Powdered samples of the concrete pavement were taken from various locations in 1995, 1997, and 1998. The samples were taken at four different depths, as shown in tables 8, 9, and 10. A rotary hammer drill with a 2.858-cm (1.125-inch) diameter drill bit was used to drill the concrete. The powder samples were sealed in glass containers. The humidity within the containers was measured using a resistance humidity probe.
Intermittent heavy rain occurred during the 1998 inspection. Light rain occurred after sampling in 1995. For all samples taken deeper than 10.2 cm (4.016 inch) below the surface, the relative humidity is typically more than 80 percent. This would indicate that even though the test site is in a dry climate, there is enough moisture migrating up from the soil underneath the pavement to sustain the ASR.
Petrographic examinations were made of at least one core from each test section at selected years. The core was cut into the largest possible rectangular prism, and two faces of the prism were lapped. Parallel sections were marked on each lapped face to delineate each traverse and ensure that the entire lapped surface was examined. Evidence of an ASR in the form of gel, cracks characteristic of ASR, and reacted particles were then counted. Cracks were counted more than once if they were encountered in more than one traverse.
The relative number of reacted coarse and fine aggregate particles should be regarded as approximate, since alkali-silica gel is highly mobile and may have migrated away from the originating particle. For example, gel may be present on the surface of a potentially reactive coarse aggregate particle that shows no other signs of distress. This particle would be counted as a reacted coarse aggregate particle although it is entirely possible the gel originated from an adjacent fine aggregate particle.
The petrographic reports are in appendix A. Table 11 gives a summary of the findings for the years 1996, 1997, and 1998. Generally, there is a significant increase in the number of cracks, particles that have reacted, and gel locations for all treatment sections in 1997 and 1998. Table 12 shows a summary and ranking of each section relative to the average number of cracks, reacted particles, and gel spots for 1997 and 1998.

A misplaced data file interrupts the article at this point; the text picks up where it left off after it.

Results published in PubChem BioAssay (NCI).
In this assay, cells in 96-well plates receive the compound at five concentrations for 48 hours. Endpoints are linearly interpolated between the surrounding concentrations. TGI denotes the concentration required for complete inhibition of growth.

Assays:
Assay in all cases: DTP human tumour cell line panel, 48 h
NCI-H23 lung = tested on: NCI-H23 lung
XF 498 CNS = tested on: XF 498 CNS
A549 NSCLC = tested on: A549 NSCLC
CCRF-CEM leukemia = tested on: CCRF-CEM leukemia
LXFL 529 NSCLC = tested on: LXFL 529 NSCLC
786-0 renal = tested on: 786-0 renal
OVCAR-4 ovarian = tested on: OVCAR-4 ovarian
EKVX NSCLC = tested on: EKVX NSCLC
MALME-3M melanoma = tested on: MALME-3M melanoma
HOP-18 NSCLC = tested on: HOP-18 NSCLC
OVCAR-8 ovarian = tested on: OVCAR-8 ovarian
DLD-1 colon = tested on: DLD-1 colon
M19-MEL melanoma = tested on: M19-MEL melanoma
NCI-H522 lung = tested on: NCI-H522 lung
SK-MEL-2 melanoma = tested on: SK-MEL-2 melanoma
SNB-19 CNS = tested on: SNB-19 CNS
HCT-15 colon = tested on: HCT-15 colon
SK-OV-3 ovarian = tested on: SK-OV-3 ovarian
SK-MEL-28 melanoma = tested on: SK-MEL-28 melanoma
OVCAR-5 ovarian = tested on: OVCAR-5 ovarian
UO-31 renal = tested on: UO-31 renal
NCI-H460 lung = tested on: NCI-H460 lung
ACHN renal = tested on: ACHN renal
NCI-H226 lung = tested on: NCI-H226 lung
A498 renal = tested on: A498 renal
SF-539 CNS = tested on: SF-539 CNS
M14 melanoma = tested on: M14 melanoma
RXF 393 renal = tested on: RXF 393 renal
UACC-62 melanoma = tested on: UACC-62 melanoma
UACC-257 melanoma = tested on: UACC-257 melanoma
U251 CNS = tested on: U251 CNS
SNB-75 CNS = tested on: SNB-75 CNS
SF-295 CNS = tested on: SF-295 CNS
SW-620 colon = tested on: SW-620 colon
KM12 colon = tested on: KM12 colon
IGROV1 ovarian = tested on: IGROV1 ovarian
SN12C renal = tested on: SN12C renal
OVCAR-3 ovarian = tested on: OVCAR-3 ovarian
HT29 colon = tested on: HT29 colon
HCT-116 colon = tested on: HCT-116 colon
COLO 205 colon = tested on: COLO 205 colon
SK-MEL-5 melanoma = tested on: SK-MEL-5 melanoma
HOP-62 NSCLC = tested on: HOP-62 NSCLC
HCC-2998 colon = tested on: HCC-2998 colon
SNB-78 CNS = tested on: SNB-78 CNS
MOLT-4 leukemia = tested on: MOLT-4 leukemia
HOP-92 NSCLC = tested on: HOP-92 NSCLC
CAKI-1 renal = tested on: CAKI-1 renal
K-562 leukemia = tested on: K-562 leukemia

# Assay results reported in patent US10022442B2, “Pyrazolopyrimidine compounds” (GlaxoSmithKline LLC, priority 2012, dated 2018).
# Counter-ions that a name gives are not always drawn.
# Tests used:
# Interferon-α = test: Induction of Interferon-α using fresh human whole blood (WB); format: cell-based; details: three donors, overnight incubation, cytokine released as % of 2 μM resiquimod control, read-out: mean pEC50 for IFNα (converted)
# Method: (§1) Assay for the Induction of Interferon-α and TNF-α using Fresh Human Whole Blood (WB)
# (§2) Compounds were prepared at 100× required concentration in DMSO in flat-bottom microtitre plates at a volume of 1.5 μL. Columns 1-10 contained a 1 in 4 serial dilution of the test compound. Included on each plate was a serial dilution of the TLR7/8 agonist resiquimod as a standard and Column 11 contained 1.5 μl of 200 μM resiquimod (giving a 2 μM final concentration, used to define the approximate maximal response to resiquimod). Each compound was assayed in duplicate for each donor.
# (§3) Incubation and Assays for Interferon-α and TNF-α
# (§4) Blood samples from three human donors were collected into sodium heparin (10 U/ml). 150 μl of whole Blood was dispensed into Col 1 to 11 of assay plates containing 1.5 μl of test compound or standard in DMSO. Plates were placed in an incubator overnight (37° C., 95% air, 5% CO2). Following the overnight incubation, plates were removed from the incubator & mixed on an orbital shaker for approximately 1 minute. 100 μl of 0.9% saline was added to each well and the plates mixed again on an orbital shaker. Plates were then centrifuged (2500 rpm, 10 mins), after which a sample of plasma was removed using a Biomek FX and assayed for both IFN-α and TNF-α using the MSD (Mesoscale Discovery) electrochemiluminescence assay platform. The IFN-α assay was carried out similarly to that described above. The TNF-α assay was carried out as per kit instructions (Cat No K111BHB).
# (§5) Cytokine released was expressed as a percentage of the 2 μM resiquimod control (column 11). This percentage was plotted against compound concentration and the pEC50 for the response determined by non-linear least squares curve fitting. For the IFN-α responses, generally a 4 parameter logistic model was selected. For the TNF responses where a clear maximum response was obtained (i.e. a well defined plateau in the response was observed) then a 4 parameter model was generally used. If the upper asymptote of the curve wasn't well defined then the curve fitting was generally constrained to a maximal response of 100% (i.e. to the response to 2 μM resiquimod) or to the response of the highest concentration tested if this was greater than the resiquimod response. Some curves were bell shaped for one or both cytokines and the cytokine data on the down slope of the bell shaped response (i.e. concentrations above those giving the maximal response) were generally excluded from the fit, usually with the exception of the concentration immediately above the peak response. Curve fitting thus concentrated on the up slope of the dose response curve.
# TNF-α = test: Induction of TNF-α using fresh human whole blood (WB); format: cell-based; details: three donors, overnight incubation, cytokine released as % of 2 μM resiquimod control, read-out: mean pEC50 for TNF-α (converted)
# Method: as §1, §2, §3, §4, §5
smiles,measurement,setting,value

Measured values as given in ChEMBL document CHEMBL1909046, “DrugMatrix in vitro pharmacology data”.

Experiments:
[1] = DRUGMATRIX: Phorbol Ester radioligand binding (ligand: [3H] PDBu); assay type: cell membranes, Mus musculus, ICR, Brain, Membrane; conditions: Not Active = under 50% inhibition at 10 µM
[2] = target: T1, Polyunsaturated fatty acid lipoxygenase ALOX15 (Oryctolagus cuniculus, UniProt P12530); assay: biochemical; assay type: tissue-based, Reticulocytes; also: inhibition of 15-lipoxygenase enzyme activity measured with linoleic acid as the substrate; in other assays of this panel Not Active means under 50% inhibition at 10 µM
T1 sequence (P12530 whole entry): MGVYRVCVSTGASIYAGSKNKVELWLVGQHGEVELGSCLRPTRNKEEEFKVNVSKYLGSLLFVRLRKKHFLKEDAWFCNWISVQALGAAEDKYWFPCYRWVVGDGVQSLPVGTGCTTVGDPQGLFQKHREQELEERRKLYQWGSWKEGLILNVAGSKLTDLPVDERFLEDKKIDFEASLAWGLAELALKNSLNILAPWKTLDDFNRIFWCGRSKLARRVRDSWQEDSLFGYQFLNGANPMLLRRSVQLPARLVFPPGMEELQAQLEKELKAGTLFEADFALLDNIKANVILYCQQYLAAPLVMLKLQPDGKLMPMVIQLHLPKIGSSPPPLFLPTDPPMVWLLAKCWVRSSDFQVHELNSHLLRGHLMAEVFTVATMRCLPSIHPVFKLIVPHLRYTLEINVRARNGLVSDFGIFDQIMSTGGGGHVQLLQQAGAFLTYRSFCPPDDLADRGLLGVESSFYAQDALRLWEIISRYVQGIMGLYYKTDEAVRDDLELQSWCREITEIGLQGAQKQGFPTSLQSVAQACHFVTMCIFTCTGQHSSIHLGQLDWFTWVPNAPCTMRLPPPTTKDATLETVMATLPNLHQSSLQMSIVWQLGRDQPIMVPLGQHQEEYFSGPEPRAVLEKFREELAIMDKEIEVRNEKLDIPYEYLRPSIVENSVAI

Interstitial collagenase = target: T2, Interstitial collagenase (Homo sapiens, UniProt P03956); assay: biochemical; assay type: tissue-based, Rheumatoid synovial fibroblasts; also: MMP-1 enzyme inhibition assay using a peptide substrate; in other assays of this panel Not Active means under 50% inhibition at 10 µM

|Core ID||Year||Cracks||Reacted particles||Gel|
Table 13 summarizes selected data for the Winnemucca, NV test site. Overall, little difference was seen in the performance of the test sections. None of the treatments stopped the progression of ASR distress. The humidity in the pavement was sufficient to allow continued ASR in each section. Review of all data indicates that sections L2 and M2 may have improved the durability slightly over the controls. None of treatments (LO1, S1, L1, M1) applied to the eastern pavement section, which started in the worst condition, improved performance. This indicates that the timing of the treatment may be important and treatment should be performed before the pavement is seriously distressed.
|Section ID||Percent Joint Distress 1998||Severe Map Cracking (m2) 1998||Wheelpath Ratings 1998-High||Centerline Ratings 1998-Med.||Average Modulus (10-6 psi) 1997-1998||Average Compressive Strength (psi) 1997-1998||Average Relative Humidity(%) 1995-1997||Total Petrographic Defects 1997-1998|
|Medium||High||Dry||Wet||Dry||0.75 in.||2.25 in.|
Topics: research, infrastructure, pavements and materials
Keywords: research, infrastructure, pavements and materials, concrete pavement, durability, compressive strength, rapid chloride permeability test, AC impedance test, life cycle cost
TRT Terms: research, facilities, transportation, highway facilities, roads, parts of roads, pavements, strategic Highway Research Program (U.S.), Pavements, Concrete--Maintenance and repair--Testing, Alkali-aggregate reactions, Pavement Peformance, Compressive strength, Life cycle analysis, Durability tests, Alkali silica reactions